Zionist Union MK Zouheir Bahloul explained his decision to resign from the Knesset in protest over the passage of the Nationality Law in an interview with Ayala Hasson on Radio 103FM.
"I'm trying to recover because it's not an easy time for me. Joint action for three and a half years does not immediately disappear and has implications. The Knesset has become a place of Sisyphean labor," Bahloul said.
He said that he "suffered quite a bit during the three years of the Knesset."
When asked if he had made the right choice in joining the Zionist Union party, MK Bahloul replied: "During my work in the Knesset, I wanted to strengthen [the sense of] Israeli belonging among myself and among the Arabs in Israel, because we are Israelis in addition to being Palestinian Arabs. This was also the case with the law of impeachment, the laws of persecution against the Israeli Left, the Breaking the Silence Law, the regulation and expropriations laws, there is no end to the list."
"I was not looking to be a hero, I was looking for honesty and conscience," he said. "On the day the national law was passed, I went abroad, and then I decided to leave the Knesset. The Knesset changed its face without recognition."
He said that Israel "is a democratic state, but it is becoming ethnocratic, and as soon as a hierarchy of residents is made and the Arabs are transformed by a Basic Law into second-class citizens, it is officially not a democratic state. Instead of being an official [government], the coalition has become a private estate of the Jewish home and of Binyamin Netanyahu, and this is not the same Knesset and these are not the same rules of the democratic game. Our country, the state is changing bit by bit."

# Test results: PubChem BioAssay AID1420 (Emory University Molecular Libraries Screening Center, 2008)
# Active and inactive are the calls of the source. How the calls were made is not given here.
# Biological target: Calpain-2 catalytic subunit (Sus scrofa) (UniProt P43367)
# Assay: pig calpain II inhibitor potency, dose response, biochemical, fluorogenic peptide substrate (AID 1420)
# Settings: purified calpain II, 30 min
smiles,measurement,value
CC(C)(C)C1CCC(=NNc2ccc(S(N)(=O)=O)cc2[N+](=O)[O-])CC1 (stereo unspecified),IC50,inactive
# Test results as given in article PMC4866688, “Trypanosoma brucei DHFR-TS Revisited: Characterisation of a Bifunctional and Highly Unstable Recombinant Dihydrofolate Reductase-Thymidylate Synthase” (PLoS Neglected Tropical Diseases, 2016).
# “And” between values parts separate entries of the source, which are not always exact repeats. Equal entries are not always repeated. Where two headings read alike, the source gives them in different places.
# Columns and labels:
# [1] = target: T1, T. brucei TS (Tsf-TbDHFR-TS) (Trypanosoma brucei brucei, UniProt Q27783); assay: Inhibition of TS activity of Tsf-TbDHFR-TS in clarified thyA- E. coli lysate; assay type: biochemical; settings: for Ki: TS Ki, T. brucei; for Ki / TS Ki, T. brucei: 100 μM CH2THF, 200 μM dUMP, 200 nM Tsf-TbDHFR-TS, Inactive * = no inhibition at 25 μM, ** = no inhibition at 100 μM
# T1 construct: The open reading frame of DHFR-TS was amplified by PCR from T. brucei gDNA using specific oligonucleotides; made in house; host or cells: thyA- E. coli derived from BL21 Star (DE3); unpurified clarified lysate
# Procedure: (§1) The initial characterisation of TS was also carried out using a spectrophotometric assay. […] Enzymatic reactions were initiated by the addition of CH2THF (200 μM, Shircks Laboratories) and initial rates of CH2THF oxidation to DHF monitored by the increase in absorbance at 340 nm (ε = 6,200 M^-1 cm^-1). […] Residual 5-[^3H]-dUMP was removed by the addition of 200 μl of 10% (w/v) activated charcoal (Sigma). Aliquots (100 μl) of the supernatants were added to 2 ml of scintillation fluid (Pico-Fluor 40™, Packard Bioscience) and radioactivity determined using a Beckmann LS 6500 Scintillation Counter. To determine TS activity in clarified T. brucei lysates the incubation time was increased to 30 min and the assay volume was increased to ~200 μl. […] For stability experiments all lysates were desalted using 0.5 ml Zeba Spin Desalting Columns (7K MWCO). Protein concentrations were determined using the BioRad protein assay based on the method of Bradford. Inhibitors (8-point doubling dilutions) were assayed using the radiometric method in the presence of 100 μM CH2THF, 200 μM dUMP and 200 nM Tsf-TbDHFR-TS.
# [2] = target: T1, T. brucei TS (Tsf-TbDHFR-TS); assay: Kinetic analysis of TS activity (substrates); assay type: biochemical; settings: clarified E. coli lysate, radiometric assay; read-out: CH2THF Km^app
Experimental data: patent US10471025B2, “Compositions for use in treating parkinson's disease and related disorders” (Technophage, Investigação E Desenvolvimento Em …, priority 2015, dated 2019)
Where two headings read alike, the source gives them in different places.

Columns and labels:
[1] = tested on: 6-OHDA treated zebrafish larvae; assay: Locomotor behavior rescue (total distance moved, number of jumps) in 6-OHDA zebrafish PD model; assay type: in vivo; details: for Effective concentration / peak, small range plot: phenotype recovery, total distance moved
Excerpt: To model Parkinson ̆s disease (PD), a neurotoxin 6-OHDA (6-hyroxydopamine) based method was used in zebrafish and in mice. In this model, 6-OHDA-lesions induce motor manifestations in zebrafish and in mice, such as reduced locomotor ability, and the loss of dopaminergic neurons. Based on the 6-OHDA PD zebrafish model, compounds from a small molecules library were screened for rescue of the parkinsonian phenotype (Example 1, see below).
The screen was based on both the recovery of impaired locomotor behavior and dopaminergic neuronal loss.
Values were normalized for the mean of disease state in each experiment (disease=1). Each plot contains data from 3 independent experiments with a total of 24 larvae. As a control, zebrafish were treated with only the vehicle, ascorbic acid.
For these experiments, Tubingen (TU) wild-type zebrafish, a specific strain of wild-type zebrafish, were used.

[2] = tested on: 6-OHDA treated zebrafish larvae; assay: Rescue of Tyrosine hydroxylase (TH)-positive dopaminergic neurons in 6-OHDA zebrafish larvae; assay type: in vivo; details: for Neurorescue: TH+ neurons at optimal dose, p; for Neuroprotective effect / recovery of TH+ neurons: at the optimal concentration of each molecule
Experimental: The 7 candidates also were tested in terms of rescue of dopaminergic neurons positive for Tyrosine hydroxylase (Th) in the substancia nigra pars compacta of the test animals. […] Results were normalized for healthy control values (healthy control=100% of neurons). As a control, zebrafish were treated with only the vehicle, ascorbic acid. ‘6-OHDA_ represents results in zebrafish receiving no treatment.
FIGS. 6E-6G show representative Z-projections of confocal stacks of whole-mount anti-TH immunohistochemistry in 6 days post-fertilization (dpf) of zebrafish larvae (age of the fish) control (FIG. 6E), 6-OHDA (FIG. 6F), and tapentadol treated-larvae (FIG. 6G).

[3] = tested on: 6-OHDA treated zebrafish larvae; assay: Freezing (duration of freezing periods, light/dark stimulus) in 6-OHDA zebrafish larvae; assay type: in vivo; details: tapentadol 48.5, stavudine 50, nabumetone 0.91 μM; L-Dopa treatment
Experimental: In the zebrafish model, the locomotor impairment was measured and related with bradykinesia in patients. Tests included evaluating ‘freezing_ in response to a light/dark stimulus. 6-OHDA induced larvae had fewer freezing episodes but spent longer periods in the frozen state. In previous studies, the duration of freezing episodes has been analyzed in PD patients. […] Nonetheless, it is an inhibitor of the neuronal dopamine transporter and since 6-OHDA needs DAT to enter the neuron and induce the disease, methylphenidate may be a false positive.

"It is possible that my choice was not correct, but my decision reflected a certain value, and I still believe that the shared life is supposed to continue, and it is not possible that the Knesset will be so cut off from the people's feelings. In Israel, as the leader of an Arab organization in Acre and exposed to youth, I know that that hope has not faded.
"They sent me letters after I left. The Labor Party has excellent human capital. I had arguments with party members and the small and restrained response of many of them to my departure only indicates that the party's differences are deep "